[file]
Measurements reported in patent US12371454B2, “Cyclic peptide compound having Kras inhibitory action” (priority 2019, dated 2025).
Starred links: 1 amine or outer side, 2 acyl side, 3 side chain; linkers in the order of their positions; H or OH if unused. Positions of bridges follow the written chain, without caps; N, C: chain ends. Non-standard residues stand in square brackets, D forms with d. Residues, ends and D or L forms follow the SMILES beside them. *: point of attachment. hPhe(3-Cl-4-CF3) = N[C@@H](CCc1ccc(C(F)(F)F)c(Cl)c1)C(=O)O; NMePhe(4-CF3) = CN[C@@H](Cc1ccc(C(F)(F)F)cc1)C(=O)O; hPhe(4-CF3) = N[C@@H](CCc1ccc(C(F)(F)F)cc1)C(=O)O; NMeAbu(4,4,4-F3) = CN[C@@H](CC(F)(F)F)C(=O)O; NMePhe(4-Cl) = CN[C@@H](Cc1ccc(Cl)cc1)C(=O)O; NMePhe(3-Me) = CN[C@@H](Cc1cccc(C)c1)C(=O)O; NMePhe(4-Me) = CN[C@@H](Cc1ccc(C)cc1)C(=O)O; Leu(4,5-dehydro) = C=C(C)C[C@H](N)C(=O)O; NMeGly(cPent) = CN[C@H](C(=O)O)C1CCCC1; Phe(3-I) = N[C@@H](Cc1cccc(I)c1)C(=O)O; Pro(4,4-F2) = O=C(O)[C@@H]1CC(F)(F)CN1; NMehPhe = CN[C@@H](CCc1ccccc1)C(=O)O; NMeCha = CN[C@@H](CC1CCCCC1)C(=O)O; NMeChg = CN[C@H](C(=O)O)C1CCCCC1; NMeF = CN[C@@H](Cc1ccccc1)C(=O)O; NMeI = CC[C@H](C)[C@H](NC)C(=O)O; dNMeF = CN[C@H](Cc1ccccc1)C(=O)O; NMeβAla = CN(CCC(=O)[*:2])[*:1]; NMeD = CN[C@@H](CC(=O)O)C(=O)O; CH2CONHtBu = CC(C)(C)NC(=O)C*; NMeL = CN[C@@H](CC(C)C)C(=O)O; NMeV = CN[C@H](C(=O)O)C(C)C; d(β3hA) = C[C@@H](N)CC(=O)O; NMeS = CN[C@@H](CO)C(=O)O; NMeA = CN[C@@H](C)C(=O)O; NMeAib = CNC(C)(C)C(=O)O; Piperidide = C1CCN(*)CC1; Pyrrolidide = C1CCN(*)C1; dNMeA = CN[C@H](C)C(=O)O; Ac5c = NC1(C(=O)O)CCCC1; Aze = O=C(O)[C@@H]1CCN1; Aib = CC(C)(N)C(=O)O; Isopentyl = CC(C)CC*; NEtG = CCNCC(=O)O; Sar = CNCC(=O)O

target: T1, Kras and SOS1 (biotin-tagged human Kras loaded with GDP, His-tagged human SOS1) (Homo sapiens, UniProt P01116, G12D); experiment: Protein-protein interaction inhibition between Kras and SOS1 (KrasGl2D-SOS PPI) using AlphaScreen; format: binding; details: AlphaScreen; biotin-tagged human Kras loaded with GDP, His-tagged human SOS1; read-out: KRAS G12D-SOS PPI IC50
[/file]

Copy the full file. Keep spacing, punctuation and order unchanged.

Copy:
Measurements reported in patent US12371454B2, “Cyclic peptide compound having Kras inhibitory action” (priority 2019, dated 2025).
Starred links: 1 amine or outer side, 2 acyl side, 3 side chain; linkers in the order of their positions; H or OH if unused. Positions of bridges follow the written chain, without caps; N, C: chain ends. Non-standard residues stand in square brackets, D forms with d. Residues, ends and D or L forms follow the SMILES beside them. *: point of attachment. hPhe(3-Cl-4-CF3) = N[C@@H](CCc1ccc(C(F)(F)F)c(Cl)c1)C(=O)O; NMePhe(4-CF3) = CN[C@@H](Cc1ccc(C(F)(F)F)cc1)C(=O)O; hPhe(4-CF3) = N[C@@H](CCc1ccc(C(F)(F)F)cc1)C(=O)O; NMeAbu(4,4,4-F3) = CN[C@@H](CC(F)(F)F)C(=O)O; NMePhe(4-Cl) = CN[C@@H](Cc1ccc(Cl)cc1)C(=O)O; NMePhe(3-Me) = CN[C@@H](Cc1cccc(C)c1)C(=O)O; NMePhe(4-Me) = CN[C@@H](Cc1ccc(C)cc1)C(=O)O; Leu(4,5-dehydro) = C=C(C)C[C@H](N)C(=O)O; NMeGly(cPent) = CN[C@H](C(=O)O)C1CCCC1; Phe(3-I) = N[C@@H](Cc1cccc(I)c1)C(=O)O; Pro(4,4-F2) = O=C(O)[C@@H]1CC(F)(F)CN1; NMehPhe = CN[C@@H](CCc1ccccc1)C(=O)O; NMeCha = CN[C@@H](CC1CCCCC1)C(=O)O; NMeChg = CN[C@H](C(=O)O)C1CCCCC1; NMeF = CN[C@@H](Cc1ccccc1)C(=O)O; NMeI = CC[C@H](C)[C@H](NC)C(=O)O; dNMeF = CN[C@H](Cc1ccccc1)C(=O)O; NMeβAla = CN(CCC(=O)[*:2])[*:1]; NMeD = CN[C@@H](CC(=O)O)C(=O)O; CH2CONHtBu = CC(C)(C)NC(=O)C*; NMeL = CN[C@@H](CC(C)C)C(=O)O; NMeV = CN[C@H](C(=O)O)C(C)C; d(β3hA) = C[C@@H](N)CC(=O)O; NMeS = CN[C@@H](CO)C(=O)O; NMeA = CN[C@@H](C)C(=O)O; NMeAib = CNC(C)(C)C(=O)O; Piperidide = C1CCN(*)CC1; Pyrrolidide = C1CCN(*)C1; dNMeA = CN[C@H](C)C(=O)O; Ac5c = NC1(C(=O)O)CCCC1; Aze = O=C(O)[C@@H]1CCN1; Aib = CC(C)(N)C(=O)O; Isopentyl = CC(C)CC*; NEtG = CCNCC(=O)O; Sar = CNCC(=O)O

target: T1, Kras and SOS1 (biotin-tagged human Kras loaded with GDP, His-tagged human SOS1) (Homo sapiens, UniProt P01116, G12D); experiment: Protein-protein interaction inhibition between Kras and SOS1 (KrasGl2D-SOS PPI) using AlphaScreen; format: binding; details: AlphaScreen; biotin-tagged human Kras loaded with GDP, His-tagged human SOS1; read-out: KRAS G12D-SOS PPI IC50